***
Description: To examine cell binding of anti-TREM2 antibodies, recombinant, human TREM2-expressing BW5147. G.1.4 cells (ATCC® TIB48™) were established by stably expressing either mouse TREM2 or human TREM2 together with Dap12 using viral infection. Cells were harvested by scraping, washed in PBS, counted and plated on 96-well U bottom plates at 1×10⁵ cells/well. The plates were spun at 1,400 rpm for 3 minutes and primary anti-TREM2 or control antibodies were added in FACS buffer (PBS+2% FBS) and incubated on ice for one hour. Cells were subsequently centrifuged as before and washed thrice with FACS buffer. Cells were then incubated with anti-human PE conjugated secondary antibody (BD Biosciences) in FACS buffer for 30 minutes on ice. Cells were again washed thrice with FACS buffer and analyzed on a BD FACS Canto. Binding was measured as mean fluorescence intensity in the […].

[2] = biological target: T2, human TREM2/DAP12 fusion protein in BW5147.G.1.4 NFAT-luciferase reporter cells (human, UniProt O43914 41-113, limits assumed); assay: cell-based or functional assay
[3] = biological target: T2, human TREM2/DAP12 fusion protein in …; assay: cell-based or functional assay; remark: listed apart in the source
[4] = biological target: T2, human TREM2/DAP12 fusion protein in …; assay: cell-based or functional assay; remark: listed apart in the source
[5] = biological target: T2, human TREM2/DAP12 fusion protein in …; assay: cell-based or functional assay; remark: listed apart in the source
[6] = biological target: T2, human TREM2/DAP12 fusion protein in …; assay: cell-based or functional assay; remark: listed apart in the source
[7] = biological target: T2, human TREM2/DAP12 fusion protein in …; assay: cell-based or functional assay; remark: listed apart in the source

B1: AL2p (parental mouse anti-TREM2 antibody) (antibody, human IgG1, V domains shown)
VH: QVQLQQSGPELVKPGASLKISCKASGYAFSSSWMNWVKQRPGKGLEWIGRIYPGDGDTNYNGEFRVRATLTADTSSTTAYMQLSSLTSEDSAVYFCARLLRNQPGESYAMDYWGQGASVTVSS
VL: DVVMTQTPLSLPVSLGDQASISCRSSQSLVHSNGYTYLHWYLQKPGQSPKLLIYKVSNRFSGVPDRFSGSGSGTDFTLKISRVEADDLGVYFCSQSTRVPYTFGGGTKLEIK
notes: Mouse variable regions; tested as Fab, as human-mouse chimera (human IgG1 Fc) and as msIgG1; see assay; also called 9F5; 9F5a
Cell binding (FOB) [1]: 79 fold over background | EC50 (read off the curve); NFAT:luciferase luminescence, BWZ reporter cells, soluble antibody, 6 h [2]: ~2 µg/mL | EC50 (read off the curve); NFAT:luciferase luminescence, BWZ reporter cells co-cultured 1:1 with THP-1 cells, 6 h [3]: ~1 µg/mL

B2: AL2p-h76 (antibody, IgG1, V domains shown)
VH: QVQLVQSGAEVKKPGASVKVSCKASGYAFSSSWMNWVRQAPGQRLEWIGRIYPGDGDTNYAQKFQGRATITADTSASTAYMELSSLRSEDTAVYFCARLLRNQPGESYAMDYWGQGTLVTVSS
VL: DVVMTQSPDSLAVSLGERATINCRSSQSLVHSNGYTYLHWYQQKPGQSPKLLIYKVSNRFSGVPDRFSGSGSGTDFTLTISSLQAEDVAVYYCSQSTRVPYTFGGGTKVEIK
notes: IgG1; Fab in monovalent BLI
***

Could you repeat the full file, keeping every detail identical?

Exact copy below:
Description: To examine cell binding of anti-TREM2 antibodies, recombinant, human TREM2-expressing BW5147. G.1.4 cells (ATCC® TIB48™) were established by stably expressing either mouse TREM2 or human TREM2 together with Dap12 using viral infection. Cells were harvested by scraping, washed in PBS, counted and plated on 96-well U bottom plates at 1×10⁵ cells/well. The plates were spun at 1,400 rpm for 3 minutes and primary anti-TREM2 or control antibodies were added in FACS buffer (PBS+2% FBS) and incubated on ice for one hour. Cells were subsequently centrifuged as before and washed thrice with FACS buffer. Cells were then incubated with anti-human PE conjugated secondary antibody (BD Biosciences) in FACS buffer for 30 minutes on ice. Cells were again washed thrice with FACS buffer and analyzed on a BD FACS Canto. Binding was measured as mean fluorescence intensity in the […].

[2] = biological target: T2, human TREM2/DAP12 fusion protein in BW5147.G.1.4 NFAT-luciferase reporter cells (human, UniProt O43914 41-113, limits assumed); assay: cell-based or functional assay
[3] = biological target: T2, human TREM2/DAP12 fusion protein in …; assay: cell-based or functional assay; remark: listed apart in the source
[4] = biological target: T2, human TREM2/DAP12 fusion protein in …; assay: cell-based or functional assay; remark: listed apart in the source
[5] = biological target: T2, human TREM2/DAP12 fusion protein in …; assay: cell-based or functional assay; remark: listed apart in the source
[6] = biological target: T2, human TREM2/DAP12 fusion protein in …; assay: cell-based or functional assay; remark: listed apart in the source
[7] = biological target: T2, human TREM2/DAP12 fusion protein in …; assay: cell-based or functional assay; remark: listed apart in the source

B1: AL2p (parental mouse anti-TREM2 antibody) (antibody, human IgG1, V domains shown)
VH: QVQLQQSGPELVKPGASLKISCKASGYAFSSSWMNWVKQRPGKGLEWIGRIYPGDGDTNYNGEFRVRATLTADTSSTTAYMQLSSLTSEDSAVYFCARLLRNQPGESYAMDYWGQGASVTVSS
VL: DVVMTQTPLSLPVSLGDQASISCRSSQSLVHSNGYTYLHWYLQKPGQSPKLLIYKVSNRFSGVPDRFSGSGSGTDFTLKISRVEADDLGVYFCSQSTRVPYTFGGGTKLEIK
notes: Mouse variable regions; tested as Fab, as human-mouse chimera (human IgG1 Fc) and as msIgG1; see assay; also called 9F5; 9F5a
Cell binding (FOB) [1]: 79 fold over background | EC50 (read off the curve); NFAT:luciferase luminescence, BWZ reporter cells, soluble antibody, 6 h [2]: ~2 µg/mL | EC50 (read off the curve); NFAT:luciferase luminescence, BWZ reporter cells co-cultured 1:1 with THP-1 cells, 6 h [3]: ~1 µg/mL

B2: AL2p-h76 (antibody, IgG1, V domains shown)
VH: QVQLVQSGAEVKKPGASVKVSCKASGYAFSSSWMNWVRQAPGQRLEWIGRIYPGDGDTNYAQKFQGRATITADTSASTAYMELSSLRSEDTAVYFCARLLRNQPGESYAMDYWGQGTLVTVSS
VL: DVVMTQSPDSLAVSLGERATINCRSSQSLVHSNGYTYLHWYQQKPGQSPKLLIYKVSNRFSGVPDRFSGSGSGTDFTLTISSLQAEDVAVYYCSQSTRVPYTFGGGTKVEIK
notes: IgG1; Fab in monovalent BLI